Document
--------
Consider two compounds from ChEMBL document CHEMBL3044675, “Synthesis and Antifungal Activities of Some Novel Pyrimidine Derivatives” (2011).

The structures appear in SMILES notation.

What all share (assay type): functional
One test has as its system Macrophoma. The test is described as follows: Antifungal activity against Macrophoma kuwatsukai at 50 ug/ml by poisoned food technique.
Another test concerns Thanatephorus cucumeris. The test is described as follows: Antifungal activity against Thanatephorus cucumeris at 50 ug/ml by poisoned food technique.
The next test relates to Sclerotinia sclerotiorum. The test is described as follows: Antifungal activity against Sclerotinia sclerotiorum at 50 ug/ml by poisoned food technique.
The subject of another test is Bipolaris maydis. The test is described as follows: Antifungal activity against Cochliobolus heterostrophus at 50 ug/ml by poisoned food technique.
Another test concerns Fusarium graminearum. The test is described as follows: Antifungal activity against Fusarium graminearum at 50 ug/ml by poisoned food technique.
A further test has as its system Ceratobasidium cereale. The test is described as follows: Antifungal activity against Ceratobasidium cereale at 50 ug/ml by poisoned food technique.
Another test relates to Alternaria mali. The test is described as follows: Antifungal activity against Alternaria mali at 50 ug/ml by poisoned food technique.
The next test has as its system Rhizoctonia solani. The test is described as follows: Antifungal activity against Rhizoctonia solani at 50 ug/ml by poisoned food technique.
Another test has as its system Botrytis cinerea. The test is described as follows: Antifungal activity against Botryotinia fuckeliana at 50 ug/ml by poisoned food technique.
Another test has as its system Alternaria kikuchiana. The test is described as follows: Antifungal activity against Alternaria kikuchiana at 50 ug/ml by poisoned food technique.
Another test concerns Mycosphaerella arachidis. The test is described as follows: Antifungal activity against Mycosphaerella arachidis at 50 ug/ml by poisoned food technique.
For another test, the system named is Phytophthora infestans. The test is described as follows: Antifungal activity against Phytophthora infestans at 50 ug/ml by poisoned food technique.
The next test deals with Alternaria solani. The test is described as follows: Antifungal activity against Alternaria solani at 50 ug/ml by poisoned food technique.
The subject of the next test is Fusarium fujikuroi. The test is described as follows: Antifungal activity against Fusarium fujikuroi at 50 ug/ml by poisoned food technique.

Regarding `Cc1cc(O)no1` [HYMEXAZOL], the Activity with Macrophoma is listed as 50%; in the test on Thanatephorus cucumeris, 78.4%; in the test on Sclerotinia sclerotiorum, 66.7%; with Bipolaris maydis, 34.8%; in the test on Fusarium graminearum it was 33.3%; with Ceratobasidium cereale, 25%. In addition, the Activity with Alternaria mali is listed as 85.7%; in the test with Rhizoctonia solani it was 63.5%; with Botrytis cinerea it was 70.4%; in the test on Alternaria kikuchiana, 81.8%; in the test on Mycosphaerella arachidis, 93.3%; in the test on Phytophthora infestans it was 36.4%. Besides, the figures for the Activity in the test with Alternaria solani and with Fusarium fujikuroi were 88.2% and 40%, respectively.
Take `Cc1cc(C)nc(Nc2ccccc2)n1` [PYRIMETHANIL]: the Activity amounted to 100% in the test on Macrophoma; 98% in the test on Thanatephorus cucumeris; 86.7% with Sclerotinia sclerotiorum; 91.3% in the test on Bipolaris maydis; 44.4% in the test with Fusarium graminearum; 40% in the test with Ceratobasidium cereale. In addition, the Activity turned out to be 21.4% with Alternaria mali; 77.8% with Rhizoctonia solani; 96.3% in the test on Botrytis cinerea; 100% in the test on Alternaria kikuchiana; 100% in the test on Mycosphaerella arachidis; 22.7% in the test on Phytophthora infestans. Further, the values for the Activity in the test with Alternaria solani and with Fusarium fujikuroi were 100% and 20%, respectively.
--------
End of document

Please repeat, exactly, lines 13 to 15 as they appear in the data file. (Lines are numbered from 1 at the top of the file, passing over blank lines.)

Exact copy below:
Another test has as its system Alternaria kikuchiana. The test is described as follows: Antifungal activity against Alternaria kikuchiana at 50 ug/ml by poisoned food technique.
Another test concerns Mycosphaerella arachidis. The test is described as follows: Antifungal activity against Mycosphaerella arachidis at 50 ug/ml by poisoned food technique.
For another test, the system named is Phytophthora infestans. The test is described as follows: Antifungal activity against Phytophthora infestans at 50 ug/ml by poisoned food technique.